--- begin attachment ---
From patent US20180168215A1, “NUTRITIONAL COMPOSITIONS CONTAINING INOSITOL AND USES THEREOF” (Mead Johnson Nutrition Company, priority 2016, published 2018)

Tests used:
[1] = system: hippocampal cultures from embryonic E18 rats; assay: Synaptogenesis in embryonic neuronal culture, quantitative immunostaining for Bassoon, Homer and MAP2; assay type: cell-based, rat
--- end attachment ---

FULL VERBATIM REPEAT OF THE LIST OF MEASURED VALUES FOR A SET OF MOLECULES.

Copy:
From patent US20180168215A1, “NUTRITIONAL COMPOSITIONS CONTAINING INOSITOL AND USES THEREOF” (Mead Johnson Nutrition Company, priority 2016, published 2018)

Tests used:
[1] = system: hippocampal cultures from embryonic E18 rats; assay: Synaptogenesis in embryonic neuronal culture, quantitative immunostaining for Bassoon, Homer and MAP2; assay type: cell-based, rat